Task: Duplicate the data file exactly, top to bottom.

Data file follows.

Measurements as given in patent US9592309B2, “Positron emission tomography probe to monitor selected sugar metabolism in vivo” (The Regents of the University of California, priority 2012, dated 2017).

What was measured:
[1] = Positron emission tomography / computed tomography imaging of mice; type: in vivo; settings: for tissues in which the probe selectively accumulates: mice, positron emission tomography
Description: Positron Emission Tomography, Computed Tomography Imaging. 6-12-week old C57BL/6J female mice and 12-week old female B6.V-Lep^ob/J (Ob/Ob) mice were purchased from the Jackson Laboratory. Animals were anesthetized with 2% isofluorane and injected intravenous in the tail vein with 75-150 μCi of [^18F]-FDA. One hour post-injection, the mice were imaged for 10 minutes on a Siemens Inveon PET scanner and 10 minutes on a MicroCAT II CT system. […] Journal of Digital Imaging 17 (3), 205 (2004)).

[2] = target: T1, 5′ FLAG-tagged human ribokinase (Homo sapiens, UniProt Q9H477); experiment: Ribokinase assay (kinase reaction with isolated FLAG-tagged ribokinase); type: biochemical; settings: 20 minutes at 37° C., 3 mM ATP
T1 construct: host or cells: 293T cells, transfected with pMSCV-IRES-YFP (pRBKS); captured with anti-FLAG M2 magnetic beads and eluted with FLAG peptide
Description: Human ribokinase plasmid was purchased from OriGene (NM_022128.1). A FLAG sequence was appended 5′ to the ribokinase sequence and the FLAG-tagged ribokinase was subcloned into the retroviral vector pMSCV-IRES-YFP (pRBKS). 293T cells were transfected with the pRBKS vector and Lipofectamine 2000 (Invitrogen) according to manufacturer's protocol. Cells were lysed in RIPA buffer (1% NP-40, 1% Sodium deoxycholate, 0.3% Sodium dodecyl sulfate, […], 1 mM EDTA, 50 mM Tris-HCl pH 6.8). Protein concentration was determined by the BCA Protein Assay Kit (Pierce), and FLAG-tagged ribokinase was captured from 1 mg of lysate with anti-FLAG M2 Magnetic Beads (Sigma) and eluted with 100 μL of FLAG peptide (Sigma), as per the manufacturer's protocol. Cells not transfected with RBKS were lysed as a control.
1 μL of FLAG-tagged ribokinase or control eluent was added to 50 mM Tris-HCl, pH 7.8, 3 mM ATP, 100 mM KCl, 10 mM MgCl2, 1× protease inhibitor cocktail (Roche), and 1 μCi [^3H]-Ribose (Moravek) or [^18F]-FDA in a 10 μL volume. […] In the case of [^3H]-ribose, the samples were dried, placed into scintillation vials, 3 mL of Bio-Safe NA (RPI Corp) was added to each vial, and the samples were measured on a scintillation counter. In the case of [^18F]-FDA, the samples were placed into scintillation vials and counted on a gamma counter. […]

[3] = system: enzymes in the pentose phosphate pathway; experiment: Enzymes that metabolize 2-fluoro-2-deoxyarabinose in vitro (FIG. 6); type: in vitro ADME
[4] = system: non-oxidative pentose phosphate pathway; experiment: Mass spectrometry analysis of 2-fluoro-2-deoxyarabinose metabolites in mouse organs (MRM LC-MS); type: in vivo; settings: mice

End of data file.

Measurements as given in patent US9592309B2, “Positron emission tomography probe to monitor selected sugar metabolism in vivo” (The Regents of the University of California, priority 2012, dated 2017).

What was measured:
[1] = Positron emission tomography / computed tomography imaging of mice; type: in vivo; settings: for tissues in which the probe selectively accumulates: mice, positron emission tomography
Description: Positron Emission Tomography, Computed Tomography Imaging. 6-12-week old C57BL/6J female mice and 12-week old female B6.V-Lep^ob/J (Ob/Ob) mice were purchased from the Jackson Laboratory. Animals were anesthetized with 2% isofluorane and injected intravenous in the tail vein with 75-150 μCi of [^18F]-FDA. One hour post-injection, the mice were imaged for 10 minutes on a Siemens Inveon PET scanner and 10 minutes on a MicroCAT II CT system. […] Journal of Digital Imaging 17 (3), 205 (2004)).

[2] = target: T1, 5′ FLAG-tagged human ribokinase (Homo sapiens, UniProt Q9H477); experiment: Ribokinase assay (kinase reaction with isolated FLAG-tagged ribokinase); type: biochemical; settings: 20 minutes at 37° C., 3 mM ATP
T1 construct: host or cells: 293T cells, transfected with pMSCV-IRES-YFP (pRBKS); captured with anti-FLAG M2 magnetic beads and eluted with FLAG peptide
Description: Human ribokinase plasmid was purchased from OriGene (NM_022128.1). A FLAG sequence was appended 5′ to the ribokinase sequence and the FLAG-tagged ribokinase was subcloned into the retroviral vector pMSCV-IRES-YFP (pRBKS). 293T cells were transfected with the pRBKS vector and Lipofectamine 2000 (Invitrogen) according to manufacturer's protocol. Cells were lysed in RIPA buffer (1% NP-40, 1% Sodium deoxycholate, 0.3% Sodium dodecyl sulfate, […], 1 mM EDTA, 50 mM Tris-HCl pH 6.8). Protein concentration was determined by the BCA Protein Assay Kit (Pierce), and FLAG-tagged ribokinase was captured from 1 mg of lysate with anti-FLAG M2 Magnetic Beads (Sigma) and eluted with 100 μL of FLAG peptide (Sigma), as per the manufacturer's protocol. Cells not transfected with RBKS were lysed as a control.
1 μL of FLAG-tagged ribokinase or control eluent was added to 50 mM Tris-HCl, pH 7.8, 3 mM ATP, 100 mM KCl, 10 mM MgCl2, 1× protease inhibitor cocktail (Roche), and 1 μCi [^3H]-Ribose (Moravek) or [^18F]-FDA in a 10 μL volume. […] In the case of [^3H]-ribose, the samples were dried, placed into scintillation vials, 3 mL of Bio-Safe NA (RPI Corp) was added to each vial, and the samples were measured on a scintillation counter. In the case of [^18F]-FDA, the samples were placed into scintillation vials and counted on a gamma counter. […]

[3] = system: enzymes in the pentose phosphate pathway; experiment: Enzymes that metabolize 2-fluoro-2-deoxyarabinose in vitro (FIG. 6); type: in vitro ADME
[4] = system: non-oxidative pentose phosphate pathway; experiment: Mass spectrometry analysis of 2-fluoro-2-deoxyarabinose metabolites in mouse organs (MRM LC-MS); type: in vivo; settings: mice